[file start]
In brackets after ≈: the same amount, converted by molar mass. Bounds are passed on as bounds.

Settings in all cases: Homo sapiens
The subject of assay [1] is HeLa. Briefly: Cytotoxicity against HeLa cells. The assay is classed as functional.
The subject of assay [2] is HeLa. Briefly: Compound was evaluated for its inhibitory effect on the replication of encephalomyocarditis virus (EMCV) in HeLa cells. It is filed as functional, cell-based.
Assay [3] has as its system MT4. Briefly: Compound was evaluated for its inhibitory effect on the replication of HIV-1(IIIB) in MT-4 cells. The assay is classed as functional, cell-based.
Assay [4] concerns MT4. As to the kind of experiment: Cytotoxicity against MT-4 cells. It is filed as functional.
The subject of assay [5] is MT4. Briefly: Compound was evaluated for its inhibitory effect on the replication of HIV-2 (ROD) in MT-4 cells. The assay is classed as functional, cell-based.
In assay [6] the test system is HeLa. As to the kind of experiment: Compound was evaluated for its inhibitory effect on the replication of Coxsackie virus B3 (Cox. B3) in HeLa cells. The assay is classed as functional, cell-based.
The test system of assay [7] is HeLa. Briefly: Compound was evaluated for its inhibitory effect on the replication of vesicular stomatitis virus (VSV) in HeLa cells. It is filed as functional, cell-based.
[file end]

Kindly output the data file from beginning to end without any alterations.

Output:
In brackets after ≈: the same amount, converted by molar mass. Bounds are passed on as bounds.

Settings in all cases: Homo sapiens
The subject of assay [1] is HeLa. Briefly: Cytotoxicity against HeLa cells. The assay is classed as functional.
The subject of assay [2] is HeLa. Briefly: Compound was evaluated for its inhibitory effect on the replication of encephalomyocarditis virus (EMCV) in HeLa cells. It is filed as functional, cell-based.
Assay [3] has as its system MT4. Briefly: Compound was evaluated for its inhibitory effect on the replication of HIV-1(IIIB) in MT-4 cells. The assay is classed as functional, cell-based.
Assay [4] concerns MT4. As to the kind of experiment: Cytotoxicity against MT-4 cells. It is filed as functional.
The subject of assay [5] is MT4. Briefly: Compound was evaluated for its inhibitory effect on the replication of HIV-2 (ROD) in MT-4 cells. The assay is classed as functional, cell-based.
In assay [6] the test system is HeLa. As to the kind of experiment: Compound was evaluated for its inhibitory effect on the replication of Coxsackie virus B3 (Cox. B3) in HeLa cells. The assay is classed as functional, cell-based.
The test system of assay [7] is HeLa. Briefly: Compound was evaluated for its inhibitory effect on the replication of vesicular stomatitis virus (VSV) in HeLa cells. It is filed as functional, cell-based.